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Mattis: we have to reduce the civilian casualties in Yemen

WASHINGTON – Secretary of Defense James Mattis said Friday that the U.S. is committed to reducing the number of civilian casualties in the Saudi-led campaign against the rebels in Yemen, and to continue with efforts to train Saudi pilots to identify legitimate targets.

His comments to reporters at the Pentagon followed a U. N. report on Thursday, said that more than 100 civilians killed in airstrikes in Yemen in the past 10 days.

“We continue to train them how to do target identification, try to get their capabilities in these areas. We continue to work with their pilots and explain how you do the bombing, that kind of thing,” Mattis said. “Anything we can do to limit the civilian casualties, we will do … We’re going to try to make that the military, the saudi’s are more able to make what they think of their military necessity, without the killing of innocents.”

At the same time, he blamed the rebels for weapons storage in residential areas, which he said was not a sign that they care about the safety of the citizens.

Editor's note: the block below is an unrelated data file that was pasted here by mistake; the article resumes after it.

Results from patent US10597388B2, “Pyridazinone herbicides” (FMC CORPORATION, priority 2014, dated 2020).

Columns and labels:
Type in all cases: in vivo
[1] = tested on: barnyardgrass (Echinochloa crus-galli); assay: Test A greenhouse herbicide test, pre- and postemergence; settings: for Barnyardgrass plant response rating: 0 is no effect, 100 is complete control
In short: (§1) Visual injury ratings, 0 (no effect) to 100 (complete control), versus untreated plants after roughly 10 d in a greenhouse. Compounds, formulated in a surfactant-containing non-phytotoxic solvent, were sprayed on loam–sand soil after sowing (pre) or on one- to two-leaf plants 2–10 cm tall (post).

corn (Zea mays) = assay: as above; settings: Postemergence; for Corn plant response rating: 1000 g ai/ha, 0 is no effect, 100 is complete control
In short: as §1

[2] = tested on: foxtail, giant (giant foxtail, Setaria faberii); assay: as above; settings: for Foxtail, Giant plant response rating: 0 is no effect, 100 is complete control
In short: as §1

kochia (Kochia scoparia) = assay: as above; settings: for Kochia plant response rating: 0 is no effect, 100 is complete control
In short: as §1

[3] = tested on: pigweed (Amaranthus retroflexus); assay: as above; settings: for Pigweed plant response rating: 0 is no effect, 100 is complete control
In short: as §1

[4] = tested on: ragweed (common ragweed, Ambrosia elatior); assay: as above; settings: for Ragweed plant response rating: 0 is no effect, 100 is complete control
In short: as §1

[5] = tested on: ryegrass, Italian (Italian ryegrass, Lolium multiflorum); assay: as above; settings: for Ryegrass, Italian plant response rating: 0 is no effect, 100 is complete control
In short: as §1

On Thursday, the U. N. humanitarian coordinator for Yemen said that Saudi-led air strikes had killed 109 civilians since Dec. 18, including at least 54 in the air raids on a market in the western province of Taiz, and 14 people from the same family in an air strike on a farm in the coastal areas of Hodeida province.

The Saudi-led coalition fighting the Shiite rebels criticized the statement, calling it “biased” in the direction of the rebels and calling on the U. N. to review the humanitarian work mechanism and the competence of its employees in Yemen. It said that the statement made “in a constant state of uncertainty about the information and the data on which the U. N. trust and undermines its credibility.”

The coalition, backup is an internationally recognized government, is a war with Iran-allied Shiite rebels, known as Houthis, since March 2015. The mat war has killed more than 10,000 people, displaced 3 million, damaged critical infrastructure and pushed the country on the brink of famine.

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